By Amy Kaufman
12:45 PM CST, November 20, 2012
The Tooth Fairy and her friends will be no match for a couple of sharp-fanged vampires at the box office this Thanksgiving.
After debuting with a massive $141.1 million last weekend, "The Twilight Saga: Breaking Dawn -- Part 2" is expected to rule the multiplex again over the holiday. The fifth and final installment in the vampire franchise will likely rake in another $50 million by Sunday, according to those who have seen pre-release audience surveys.
That's far more than what "Rise of the Guardians" -- an animated picture featuring classic children's characters like Santa Claus and the Easter Bunny -- is projected to collect between Wednesday and Sunday. The 3-D family film may gross $45 million during its first five days in theaters, one of the worst debuts ever for a DreamWorks Animation movie. (Distributor Paramount Pictures is predicting an even softer opening of around $35 million.)
The other two new films hitting theaters on Wednesday -- "Life of Pi" and "Red Dawn" -- are also expected to do lackluster business this Thanksgiving. Directed by Oscar-winner Ang Lee, the $120-million 3-D "Pi" may have trouble making up its production budget after a projected five-day start of only $20 million. "Red Dawn," a remake of the 1984 Cold War film starring Patrick Swayze, could do slightly better -- launching with $22 million.
Produced by DreamWorks Animation for roughly $145 million, "Rise of the Guardians" is the last DreamWorks film to be distributed by Paramount. Next year, 20th Century Fox will begin distributing films from the Jeffrey Katzenberg-led studio worldwide.
The brainchild of children's author William Joyce, "Guardians" tells the story of folk heroes trying to protect the world's children from an evil Boogeyman-esque character. Unlike DreamWorks' successful comedy-based franchises "Shrek" and "Madagascar," however, "Guardians" is an earnest, adventure epic -- not the studio's traditional area of strength.
This weekend, "Guardians" will debut overseas in only eight markets, including Russia, Hong Kong and Argentina.
"Life of Pi," meanwhile, is based on author Yann Martel's bestselling 2001 book about a young boy who survives the sinking of a cargo ship and is then stranded in the middle of the ocean on a raft with four animals. Executives at Fox have admitted that the film is one of its most expensive gambles ever, since its star is an unknown Indian actor and the story is not based on a well known brand or comic book.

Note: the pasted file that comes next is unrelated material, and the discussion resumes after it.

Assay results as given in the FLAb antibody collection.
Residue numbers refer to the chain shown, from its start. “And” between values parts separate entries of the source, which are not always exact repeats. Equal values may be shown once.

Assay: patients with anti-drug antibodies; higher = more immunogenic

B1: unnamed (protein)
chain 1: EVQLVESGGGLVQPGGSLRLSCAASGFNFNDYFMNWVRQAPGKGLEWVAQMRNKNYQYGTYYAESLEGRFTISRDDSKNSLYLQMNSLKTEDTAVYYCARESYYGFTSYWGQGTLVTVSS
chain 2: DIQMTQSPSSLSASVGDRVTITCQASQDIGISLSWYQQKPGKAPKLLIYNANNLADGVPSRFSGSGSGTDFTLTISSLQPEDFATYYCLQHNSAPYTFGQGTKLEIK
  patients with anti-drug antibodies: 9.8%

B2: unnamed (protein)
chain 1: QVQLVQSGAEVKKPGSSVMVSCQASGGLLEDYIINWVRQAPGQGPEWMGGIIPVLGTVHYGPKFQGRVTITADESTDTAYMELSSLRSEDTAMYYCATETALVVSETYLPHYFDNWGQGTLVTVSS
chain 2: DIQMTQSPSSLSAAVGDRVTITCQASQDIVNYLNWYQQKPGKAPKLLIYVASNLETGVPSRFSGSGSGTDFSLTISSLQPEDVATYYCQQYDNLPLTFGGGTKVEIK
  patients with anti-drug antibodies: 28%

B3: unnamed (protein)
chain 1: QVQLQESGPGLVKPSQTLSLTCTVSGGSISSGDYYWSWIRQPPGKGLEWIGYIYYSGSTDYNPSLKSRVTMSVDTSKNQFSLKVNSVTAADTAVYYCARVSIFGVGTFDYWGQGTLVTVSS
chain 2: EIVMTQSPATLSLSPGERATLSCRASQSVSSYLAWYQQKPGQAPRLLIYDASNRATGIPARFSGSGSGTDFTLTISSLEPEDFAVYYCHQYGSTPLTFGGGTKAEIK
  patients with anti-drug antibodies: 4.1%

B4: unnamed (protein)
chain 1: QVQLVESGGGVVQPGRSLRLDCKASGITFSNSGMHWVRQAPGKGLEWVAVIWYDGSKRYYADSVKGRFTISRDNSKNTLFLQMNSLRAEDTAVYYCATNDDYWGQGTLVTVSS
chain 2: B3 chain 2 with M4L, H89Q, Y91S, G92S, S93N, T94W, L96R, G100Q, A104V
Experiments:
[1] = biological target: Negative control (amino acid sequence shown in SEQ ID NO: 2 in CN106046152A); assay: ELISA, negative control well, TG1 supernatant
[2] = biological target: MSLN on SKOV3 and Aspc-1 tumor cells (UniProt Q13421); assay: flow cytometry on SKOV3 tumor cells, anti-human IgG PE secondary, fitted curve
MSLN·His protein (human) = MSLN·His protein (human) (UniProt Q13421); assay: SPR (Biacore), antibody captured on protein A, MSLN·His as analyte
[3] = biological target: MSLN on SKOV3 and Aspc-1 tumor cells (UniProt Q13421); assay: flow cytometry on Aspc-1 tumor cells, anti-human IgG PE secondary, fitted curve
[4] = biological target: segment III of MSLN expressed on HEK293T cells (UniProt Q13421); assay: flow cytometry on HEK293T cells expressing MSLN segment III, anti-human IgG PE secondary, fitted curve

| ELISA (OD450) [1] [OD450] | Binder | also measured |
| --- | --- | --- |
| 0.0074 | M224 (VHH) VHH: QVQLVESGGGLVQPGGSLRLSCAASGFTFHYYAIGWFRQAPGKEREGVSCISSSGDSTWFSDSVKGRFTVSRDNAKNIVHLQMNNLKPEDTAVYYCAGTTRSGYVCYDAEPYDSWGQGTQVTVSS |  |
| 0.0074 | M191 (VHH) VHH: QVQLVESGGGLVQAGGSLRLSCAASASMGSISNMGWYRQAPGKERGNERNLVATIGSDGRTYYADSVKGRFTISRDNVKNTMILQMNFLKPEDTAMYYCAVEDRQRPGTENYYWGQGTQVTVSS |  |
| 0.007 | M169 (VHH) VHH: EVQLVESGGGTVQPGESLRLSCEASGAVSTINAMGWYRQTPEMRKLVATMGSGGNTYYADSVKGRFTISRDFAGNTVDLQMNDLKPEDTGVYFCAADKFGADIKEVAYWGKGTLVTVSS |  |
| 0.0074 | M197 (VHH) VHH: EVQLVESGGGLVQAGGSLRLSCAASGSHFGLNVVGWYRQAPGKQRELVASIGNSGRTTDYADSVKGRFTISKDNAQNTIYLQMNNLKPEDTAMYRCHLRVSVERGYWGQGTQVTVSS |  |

Of the films hitting the multiplex this weekend, "Pi" has the best reviews; on Thursday, the film had notched a 88% fresh rating on Rotten Tomatoes. If positive word-of-mouth doesn't make the movie a hit in North America, Fox is optimistic the picture will perform well overseas -- particularly in Asia, home territory of filmmaker Lee and star Suraj Sharma. The movie opens in China, Hong Kong, India and Taiwan this weekend.
"Red Dawn" has also faced its challenges. MGM announced it would remake the '80s action flick back in 2008, and the film was shot a year later. However, the movie's release was repeatedly delayed as MGM entered bankruptcy and FilmDistrict acquired the $65-million production's distribution rights in 2011.
The film, which stars Chris Hemsworth and Josh Hutcherson, tells the story of a group of young patriots who form a guerrilla army when their city comes under attack. When the picture was filmed, Hemsworth had not yet been cast as "Thor," and Hutcherson hadn't been cast in "The Hunger Games" franchise. Now the young actors are so popular (and so busy) that they could not even attend a press junket to promote "Red Dawn."
"Red Dawn" also made headlines last year when MGM agreed to digitally alter the film to appease the Chinese government. Originally, the villains in the movie were Chinese, but because China is such an important market for Hollywood films, the studio removed any Chinese flags and military symbols from the film. The bad guys in the film now hail from North Korea.
'Life of Pi' a huge gamble for 20th Century Fox